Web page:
If you saw the Al Gore movie, An Inconvenient Truth, you probably came out of the theater wishing there were a simple way to do something meaningful about the frightening scenario the film so indisputably lays out.
The peril of global warming and the narrow window of opportunity we have for turning that environmental disaster around are such critical issues that we can become paralyzed into inaction: “I can’t make much difference in a problem of this magnitude, so what’s the use?”
But the whole point of Gore’s film was to show that each of us can be enormously important in converting the way our society operates; in fact, each of us has to start acting consciously and responsibly or there won’t be enough time.
An immediate step you can take is to make sure you vote for Jim Baca in the Land Commissioner race on Nov. 7.
I’m scared this crucial office might slip off many voters’ radar screens because of the almost constant static surrounding the First Congressional District race’s multimillion-dollar ad battle. That would be a recipe for disaster.
There’s a simple reason why the incumbent Republican land commissioner has an overwhelming advantage over Baca in campaign contributions, and it’s the same issue that Al Gore’s Inconvenient Truth deals with: Big Oil doesn’t want someone like Baca in office because he’s serious about protecting the environment … and they aren’t.
Ask yourself who could possibly be against ending our reliance on fossil fuels (not just ending our reliance on foreign oil, which is an altogether different issue).
Ask yourself who’s spreading a campaign of misinformation about the reality of global warming (those dismissive little head shakes and smirky chuckles about Chicken Little and the sky falling down).
Ask yourself who’s pouring millions of dollars into the PR campaign to expand drilling for oil and gas on public lands in New Mexico … even as they fight modest changes in the fuel economy standards for American automobiles that could conserve far more gasoline than the expanded drilling will produce.
When you’ve answered those three questions, you’ve answered a fourth: Who is backing the incumbent land commissioner against Baca?
The polls show this to be a very close race. It’s probably the GOP’s best chance for a statewide win in what is beginning to look like a big year for Democrats. Baca is running hard and was slightly ahead in the polling in mid-October. But this race shouldn’t be this tight.
There are few better-qualified public servants than Baca. I worked for his administration during his four years as mayor and saw firsthand how he converts his principles into action and policy. I was very impressed.
What some say is a weakness on his part, I experienced as a refreshing strength: He is outspoken about things he disagrees with and he doesn’t make decisions based on how popular (or unpopular) they’ll make him with the public.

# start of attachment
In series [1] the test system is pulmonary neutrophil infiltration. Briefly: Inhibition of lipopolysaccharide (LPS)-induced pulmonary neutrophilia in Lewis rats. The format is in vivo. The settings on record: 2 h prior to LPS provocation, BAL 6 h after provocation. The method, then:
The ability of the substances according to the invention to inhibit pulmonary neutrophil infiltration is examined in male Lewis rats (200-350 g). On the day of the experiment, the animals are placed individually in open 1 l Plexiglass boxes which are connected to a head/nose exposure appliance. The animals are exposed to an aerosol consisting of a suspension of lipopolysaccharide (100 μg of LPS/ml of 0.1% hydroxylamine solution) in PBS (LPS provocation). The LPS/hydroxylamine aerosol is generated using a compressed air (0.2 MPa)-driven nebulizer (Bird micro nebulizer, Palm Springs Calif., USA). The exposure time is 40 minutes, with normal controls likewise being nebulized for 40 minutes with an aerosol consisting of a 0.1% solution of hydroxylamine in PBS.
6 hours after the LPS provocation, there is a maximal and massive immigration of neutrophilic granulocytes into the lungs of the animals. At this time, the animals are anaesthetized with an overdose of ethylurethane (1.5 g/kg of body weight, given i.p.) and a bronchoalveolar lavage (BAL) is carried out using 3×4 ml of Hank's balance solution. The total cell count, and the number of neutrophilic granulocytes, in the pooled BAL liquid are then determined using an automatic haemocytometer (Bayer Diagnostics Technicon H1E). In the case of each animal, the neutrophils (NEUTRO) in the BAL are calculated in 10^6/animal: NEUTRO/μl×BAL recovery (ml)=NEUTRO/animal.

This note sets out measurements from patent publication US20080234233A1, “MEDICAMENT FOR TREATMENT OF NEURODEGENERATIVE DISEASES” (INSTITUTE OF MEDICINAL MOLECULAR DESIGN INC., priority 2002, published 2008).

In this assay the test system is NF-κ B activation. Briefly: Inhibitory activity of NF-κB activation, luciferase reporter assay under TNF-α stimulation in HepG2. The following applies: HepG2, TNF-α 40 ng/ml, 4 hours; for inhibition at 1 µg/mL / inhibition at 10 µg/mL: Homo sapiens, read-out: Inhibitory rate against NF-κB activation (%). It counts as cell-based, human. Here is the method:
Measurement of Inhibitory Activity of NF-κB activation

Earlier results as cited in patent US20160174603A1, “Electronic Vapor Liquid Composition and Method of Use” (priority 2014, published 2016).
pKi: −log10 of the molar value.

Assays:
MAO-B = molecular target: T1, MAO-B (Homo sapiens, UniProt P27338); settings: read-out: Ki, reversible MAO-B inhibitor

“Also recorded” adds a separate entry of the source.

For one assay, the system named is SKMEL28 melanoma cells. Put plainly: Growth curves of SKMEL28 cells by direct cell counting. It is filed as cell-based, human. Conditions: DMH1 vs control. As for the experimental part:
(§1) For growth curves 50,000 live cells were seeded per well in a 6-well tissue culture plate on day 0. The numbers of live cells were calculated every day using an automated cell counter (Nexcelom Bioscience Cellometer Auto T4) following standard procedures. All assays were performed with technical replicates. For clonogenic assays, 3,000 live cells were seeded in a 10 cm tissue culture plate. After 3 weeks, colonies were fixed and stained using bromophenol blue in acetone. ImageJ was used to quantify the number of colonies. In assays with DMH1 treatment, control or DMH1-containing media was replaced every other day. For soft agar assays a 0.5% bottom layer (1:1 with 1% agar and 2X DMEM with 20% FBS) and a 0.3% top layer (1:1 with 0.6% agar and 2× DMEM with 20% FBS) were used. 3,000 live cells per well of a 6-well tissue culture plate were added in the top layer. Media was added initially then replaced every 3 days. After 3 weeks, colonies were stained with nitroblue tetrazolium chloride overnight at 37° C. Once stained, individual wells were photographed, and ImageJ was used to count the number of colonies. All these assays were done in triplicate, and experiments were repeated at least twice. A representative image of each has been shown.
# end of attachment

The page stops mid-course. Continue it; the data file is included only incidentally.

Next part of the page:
He got more done in his four years as mayor than he gets credit for, especially from the editors of the Albuquerque Journal, with whom he carried on an almost permanent tug-of-war.
I have to laugh when I hear his current opponent paint him as a “failed” mayor. If his record exemplifies failure, I must not understand the meaning of the word:
Baca galvanized Downtown revitalization, an effort that continues to pay dividends. He brought Triple A baseball back to Albuquerque and rebuilt the stadium into a gem we can all be proud of. He secured the passage of a quarter-cent gross receipts tax for streets, trails and transit—and that, too, has had a huge payoff. He put into operation a citizen oversight commission for the police department and hired a chief who cooperated fully with the review officer.
He saw the long-delayed renovation of Old Albuquerque High School through to completion; revitalized the public transit system; produced economic growth and lowered crime—all the while battling constantly with a City Council that often seemed more interested in causing him heartburn than in uniting for community betterment.
Yes, he did not win re-election. He lost big time, opposed by a development community that resisted his efforts at slowing growth, a police force angry at his choosing an out-of-town professional to be chief rather than someone from within the ranks. Most of all, he was hurt by his decision to slash spending drastically in the face of shortfalls in tax revenues.
That final step alienated even many of his supporters. He knew it would, but he never backed down just because it would reduce his chances of winning re-election. He thought it was the proper step to take and he took it.
That’s exactly the mindset we desperately need in our land commissioner. It’s important that the office run on principle, not expedience. There will be enormous gas and oil lease royalty revenues produced by the office no matter who is running it. The key is that we need someone in that office who will stand up to Big Oil.
We need to make sure the environment is cared for. Sometimes that’s inconvenient. But it’s always true.